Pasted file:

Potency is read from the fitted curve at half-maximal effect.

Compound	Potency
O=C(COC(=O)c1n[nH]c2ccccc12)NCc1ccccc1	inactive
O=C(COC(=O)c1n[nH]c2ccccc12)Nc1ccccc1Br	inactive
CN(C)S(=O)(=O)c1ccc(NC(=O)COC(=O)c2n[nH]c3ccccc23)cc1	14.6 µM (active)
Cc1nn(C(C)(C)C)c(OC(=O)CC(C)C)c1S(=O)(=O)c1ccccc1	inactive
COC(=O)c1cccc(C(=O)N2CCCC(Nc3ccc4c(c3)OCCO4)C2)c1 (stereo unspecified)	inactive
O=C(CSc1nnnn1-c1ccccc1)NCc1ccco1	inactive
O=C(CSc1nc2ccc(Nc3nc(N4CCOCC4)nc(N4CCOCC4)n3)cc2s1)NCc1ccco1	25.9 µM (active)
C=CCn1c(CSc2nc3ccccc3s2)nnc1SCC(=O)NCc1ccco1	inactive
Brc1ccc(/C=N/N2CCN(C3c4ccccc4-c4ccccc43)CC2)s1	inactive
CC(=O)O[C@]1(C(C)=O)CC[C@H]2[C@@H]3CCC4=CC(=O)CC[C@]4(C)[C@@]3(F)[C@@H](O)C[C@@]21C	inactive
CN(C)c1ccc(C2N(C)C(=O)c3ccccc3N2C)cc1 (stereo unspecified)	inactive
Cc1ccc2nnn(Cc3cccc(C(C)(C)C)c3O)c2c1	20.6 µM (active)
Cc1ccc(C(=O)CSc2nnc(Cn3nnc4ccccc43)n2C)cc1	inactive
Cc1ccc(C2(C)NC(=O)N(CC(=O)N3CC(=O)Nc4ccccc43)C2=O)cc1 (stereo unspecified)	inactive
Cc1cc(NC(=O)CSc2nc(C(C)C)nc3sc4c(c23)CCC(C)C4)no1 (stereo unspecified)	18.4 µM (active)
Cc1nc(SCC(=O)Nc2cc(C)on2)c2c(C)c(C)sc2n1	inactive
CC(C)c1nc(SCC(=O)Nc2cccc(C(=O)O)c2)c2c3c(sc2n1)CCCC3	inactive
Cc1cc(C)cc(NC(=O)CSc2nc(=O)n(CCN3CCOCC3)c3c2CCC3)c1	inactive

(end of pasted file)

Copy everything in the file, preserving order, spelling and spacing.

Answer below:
Potency is read from the fitted curve at half-maximal effect.

Compound	Potency
O=C(COC(=O)c1n[nH]c2ccccc12)NCc1ccccc1	inactive
O=C(COC(=O)c1n[nH]c2ccccc12)Nc1ccccc1Br	inactive
CN(C)S(=O)(=O)c1ccc(NC(=O)COC(=O)c2n[nH]c3ccccc23)cc1	14.6 µM (active)
Cc1nn(C(C)(C)C)c(OC(=O)CC(C)C)c1S(=O)(=O)c1ccccc1	inactive
COC(=O)c1cccc(C(=O)N2CCCC(Nc3ccc4c(c3)OCCO4)C2)c1 (stereo unspecified)	inactive
O=C(CSc1nnnn1-c1ccccc1)NCc1ccco1	inactive
O=C(CSc1nc2ccc(Nc3nc(N4CCOCC4)nc(N4CCOCC4)n3)cc2s1)NCc1ccco1	25.9 µM (active)
C=CCn1c(CSc2nc3ccccc3s2)nnc1SCC(=O)NCc1ccco1	inactive
Brc1ccc(/C=N/N2CCN(C3c4ccccc4-c4ccccc43)CC2)s1	inactive
CC(=O)O[C@]1(C(C)=O)CC[C@H]2[C@@H]3CCC4=CC(=O)CC[C@]4(C)[C@@]3(F)[C@@H](O)C[C@@]21C	inactive
CN(C)c1ccc(C2N(C)C(=O)c3ccccc3N2C)cc1 (stereo unspecified)	inactive
Cc1ccc2nnn(Cc3cccc(C(C)(C)C)c3O)c2c1	20.6 µM (active)
Cc1ccc(C(=O)CSc2nnc(Cn3nnc4ccccc43)n2C)cc1	inactive
Cc1ccc(C2(C)NC(=O)N(CC(=O)N3CC(=O)Nc4ccccc43)C2=O)cc1 (stereo unspecified)	inactive
Cc1cc(NC(=O)CSc2nc(C(C)C)nc3sc4c(c23)CCC(C)C4)no1 (stereo unspecified)	18.4 µM (active)
Cc1nc(SCC(=O)Nc2cc(C)on2)c2c(C)c(C)sc2n1	inactive
CC(C)c1nc(SCC(=O)Nc2cccc(C(=O)O)c2)c2c3c(sc2n1)CCCC3	inactive
Cc1cc(C)cc(NC(=O)CSc2nc(=O)n(CCN3CCOCC3)c3c2CCC3)c1	inactive